Happiness and Economic Growth Go Hand in Hand
When I read the headline of this FastCompany blog post, I immediately thought of all those freelancers out there who have made the switch from an unhappy existence in their full time job to freelance freedom.
The saying that “money can’t buy you happiness” is true. I know plenty of well-off people who are miserable. But can happiness really mean increased economic growth? Some people think so.
Happiness economics is a new term to me. What it is is the quantitative study of happiness—the positive and negative effect it has concerning economics. These happiness economists measure happiness using subjective measures, so the accuracy and reliability of responses to, say, a survey, is always a concern.
While money can’t buy you happiness, studies show that richer nations are also happier nations. According to the Easterlin paradox, it’s been found that once wealth reaches a certain level, it’s effectiveness to make people happy is diminished. A 2010 Princeton University study found that higher earners generally reported better life satisfaction but their day-to-day happiness only rose until they reached an income of $75,000.
Happiness in America peaked in the 1950s. The Great Depression was over and the soldiers were home from WWII. Europe was also rebuilding from the war. Television made its way into homes and the space race was on between the U.S. and the former U.S.S.R. There seemed to be a lot to be excited about. But that was 60 years ago. We need to get to peak happiness again.
Where do we start? How about in our daily lives?
How many of you reading this post are (or were) stuck in a job you weren’t happy about? Maybe you have a terrible boss or feel creatively stifled. Maybe there are no growth opportunities in your present job, that you aren’t being challenged, and you feel like there should be more out there for you.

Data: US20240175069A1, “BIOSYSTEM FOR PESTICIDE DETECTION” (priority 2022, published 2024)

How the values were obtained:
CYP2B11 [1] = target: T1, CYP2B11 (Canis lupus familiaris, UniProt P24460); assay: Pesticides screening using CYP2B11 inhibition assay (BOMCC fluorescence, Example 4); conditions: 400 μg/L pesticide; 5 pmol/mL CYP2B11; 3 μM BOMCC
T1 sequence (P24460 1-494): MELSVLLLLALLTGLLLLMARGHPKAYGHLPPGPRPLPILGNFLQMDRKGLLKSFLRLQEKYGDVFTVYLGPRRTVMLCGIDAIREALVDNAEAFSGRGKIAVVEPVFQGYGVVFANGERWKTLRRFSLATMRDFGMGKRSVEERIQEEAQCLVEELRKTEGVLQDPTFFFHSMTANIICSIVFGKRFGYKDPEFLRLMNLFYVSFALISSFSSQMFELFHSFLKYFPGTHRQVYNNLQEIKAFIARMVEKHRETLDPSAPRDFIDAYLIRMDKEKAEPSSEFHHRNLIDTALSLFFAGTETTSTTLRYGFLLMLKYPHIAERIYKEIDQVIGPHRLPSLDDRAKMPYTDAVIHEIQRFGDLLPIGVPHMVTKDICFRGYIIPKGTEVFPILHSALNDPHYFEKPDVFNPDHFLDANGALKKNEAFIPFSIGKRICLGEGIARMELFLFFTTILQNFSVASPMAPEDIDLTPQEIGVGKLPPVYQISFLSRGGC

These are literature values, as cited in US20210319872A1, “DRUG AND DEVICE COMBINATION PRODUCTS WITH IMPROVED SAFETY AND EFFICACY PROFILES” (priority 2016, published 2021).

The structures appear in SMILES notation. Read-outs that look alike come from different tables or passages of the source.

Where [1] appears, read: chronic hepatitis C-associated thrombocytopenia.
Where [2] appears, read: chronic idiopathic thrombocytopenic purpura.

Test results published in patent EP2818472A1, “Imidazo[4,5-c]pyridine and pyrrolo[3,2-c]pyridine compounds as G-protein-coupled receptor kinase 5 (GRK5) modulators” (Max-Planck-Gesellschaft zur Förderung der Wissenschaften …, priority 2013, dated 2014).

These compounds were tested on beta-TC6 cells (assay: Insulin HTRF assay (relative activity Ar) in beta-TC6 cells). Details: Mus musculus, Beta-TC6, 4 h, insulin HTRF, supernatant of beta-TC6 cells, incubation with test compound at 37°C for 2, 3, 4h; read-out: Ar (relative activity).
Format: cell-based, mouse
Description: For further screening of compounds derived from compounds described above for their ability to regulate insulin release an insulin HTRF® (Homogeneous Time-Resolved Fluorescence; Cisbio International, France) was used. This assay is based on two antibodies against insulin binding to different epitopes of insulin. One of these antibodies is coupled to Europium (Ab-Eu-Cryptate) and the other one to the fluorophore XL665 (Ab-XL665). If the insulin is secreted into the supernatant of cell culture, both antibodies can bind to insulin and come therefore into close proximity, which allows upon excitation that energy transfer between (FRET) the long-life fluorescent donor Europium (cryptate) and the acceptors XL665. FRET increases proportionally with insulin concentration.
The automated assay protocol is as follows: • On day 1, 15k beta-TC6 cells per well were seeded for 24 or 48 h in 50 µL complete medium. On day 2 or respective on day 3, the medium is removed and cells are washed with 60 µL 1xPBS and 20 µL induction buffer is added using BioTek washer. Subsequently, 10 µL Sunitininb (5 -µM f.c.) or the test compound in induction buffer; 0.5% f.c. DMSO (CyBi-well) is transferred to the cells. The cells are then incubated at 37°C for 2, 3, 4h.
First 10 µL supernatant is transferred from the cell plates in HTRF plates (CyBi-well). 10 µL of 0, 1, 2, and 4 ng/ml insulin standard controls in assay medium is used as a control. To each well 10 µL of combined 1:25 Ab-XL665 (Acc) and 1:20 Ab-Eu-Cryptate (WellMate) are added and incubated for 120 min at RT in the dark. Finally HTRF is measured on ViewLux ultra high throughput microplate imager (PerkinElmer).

Being a freelancer is a great way to take control of your own happiness.
Being a freelancer is a great way to take control of your own happiness. Why put in 110% for someone else’s bottom line when you could be doing it for yourself?
The great thing about freelancing in the 21st century is that you can work no matter where you happen to be. Many freelancers work on the road thanks to technological advances in broadband, wifi, and portable devices. And the influx of these devices in the market are making them more affordable than ever.
I remember the father of my best friend in high school had a car phone. It was one of those huge things that plugged into a box stashed under the seat. We weren’t allowed to use it because it was so expensive. Today, you can get a new phone each year if you feel like it—and sometimes it costs as little as a couple of pennies.
Setting up a home office is an investment that could change your life. Unfortunately, small business lending has barely picked up from it’s low in 2010, so don’t quit your day job to start up freelancing full time without a little cushion. Make a list of all the things you will need to get started, including the software you will use. Open Source software is a great, free alternative, but depending on the nature of your business, you very well might need the most recent version of Adobe Creative Suite.
You will also need to think about how you want to handle your finances. Will you get a business credit card or separate business bank account? Find a good accountant who can tell you what receipts you should save and what sorts of write-offs you can take on a home-based business.
Sure, it sounds like setting up a freelance career is a lot of work—and it is—but for many, the benefits are well worth it. All it takes is some logistical and financial planning, as well as the courage to say “bye bye” to your current job.
We’ve all had that miserable job at one time in our lives or another. And when we look back on it, quitting that terrible job becomes a highlight in the rest of our lives. You might not get rich on being a freelancer, but your happiness index has the capacity to skyrocket.